Christine’s helping heart
In 1979 Christine Atcheson’s life was a mess.
She had been on the island for three years. Her husband had abandoned her and returned to the UK; she had a toddler to raise on her own.
In order to deal, she “went full-on into recreational drugs and alcohol”.
“I was coping with pain and rejection, the only way I knew how,” she said. “My parents weren’t alcoholics but they liked a few drinks. That is what I had seen coming up.”
She struggled to find someone she could confide in. Her friends would have told her “to smoke another joint or have another tequila”.
In desperation, she reached out to her son Ashley’s nursery teacher.
“She had always been very nice, kind and caring,” Ms Atcheson said. “She came over in the evening and I told her my life story. It was shocking for a single mother, and she did not bat an eyelid.
“She just said, ‘I know someone who can help you.’ I said, ‘I have no money. I have been to a psychiatrist and they don’t help. I have been to Alcoholics Anonymous.’”
The teacher’s solution was spiritual; she insisted it wouldn’t cost Ms Atcheson a cent.
“She told me the plan of salvation; of Jesus, the Father and the Holy Spirit,” she said.
Ms Atcheson, who was born in Manchester, had never been to church. She did not fully understand what the lady was talking about, but she liked her promise that if she gave her “screwed up” life to God, he would make something beautiful of it.
“That sounded like a good deal to me.”
She started attending Paget Gospel Chapel with the teacher.
“They must have wondered what had wandered through the door,” she laughed. “Over the years I have attended different churches. Going to church does not make you a Christian any more than sitting in a garage makes you a car. It has to be something that happens on the inside, and then it works its way out.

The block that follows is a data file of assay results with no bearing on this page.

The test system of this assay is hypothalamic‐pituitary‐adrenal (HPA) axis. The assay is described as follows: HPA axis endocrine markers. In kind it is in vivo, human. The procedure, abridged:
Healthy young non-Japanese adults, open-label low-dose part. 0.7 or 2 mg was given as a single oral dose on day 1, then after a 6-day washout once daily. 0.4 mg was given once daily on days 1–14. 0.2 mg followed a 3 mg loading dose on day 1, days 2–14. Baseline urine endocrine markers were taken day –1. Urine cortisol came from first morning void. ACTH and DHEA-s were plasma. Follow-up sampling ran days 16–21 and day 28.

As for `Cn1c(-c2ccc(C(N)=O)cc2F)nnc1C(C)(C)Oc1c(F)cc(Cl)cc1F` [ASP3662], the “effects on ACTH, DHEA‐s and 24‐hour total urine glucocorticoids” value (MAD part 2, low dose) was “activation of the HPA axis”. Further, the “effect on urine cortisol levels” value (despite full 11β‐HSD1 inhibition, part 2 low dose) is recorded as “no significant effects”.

“It was not overnight by any means. The first year was difficult. But slowly but surely, friends and family noticed that I was different.”
She met her second husband, Carl Atcheson, in church. In 1982 they married and had a son, Nathan. Mr Atcheson’s death, three years later, was a difficult period.
“Slowly but surely I got a heart to want to help people,” Ms Atcheson said. “That has been how it has been ever since.”
It was around that time that she learnt a friend had HIV/Aids.
“At that time there was no antiviral AZT drug,” she said. “Aids was a death sentence.
“Everyone was so frightened of contracting the disease that in the hospital, food for Aids patients would be left in the corridor, and water jugs did not get refilled.”
Patients being treated at home sometimes struggled to get people to deliver groceries.
Wanting to help, she started two charities. STAR provided support to patients and their families. Volunteers would bring groceries or sit with people while their caregivers went for a walk or took a much needed break.
Meanwhile The Lighthouse was a residence for people with the disease who had nowhere else to go.
Volunteers went to conferences overseas to learn as much as they could about the disease.
“We became experts because it did not take much to be an expert in those days,” Ms Atcheson said.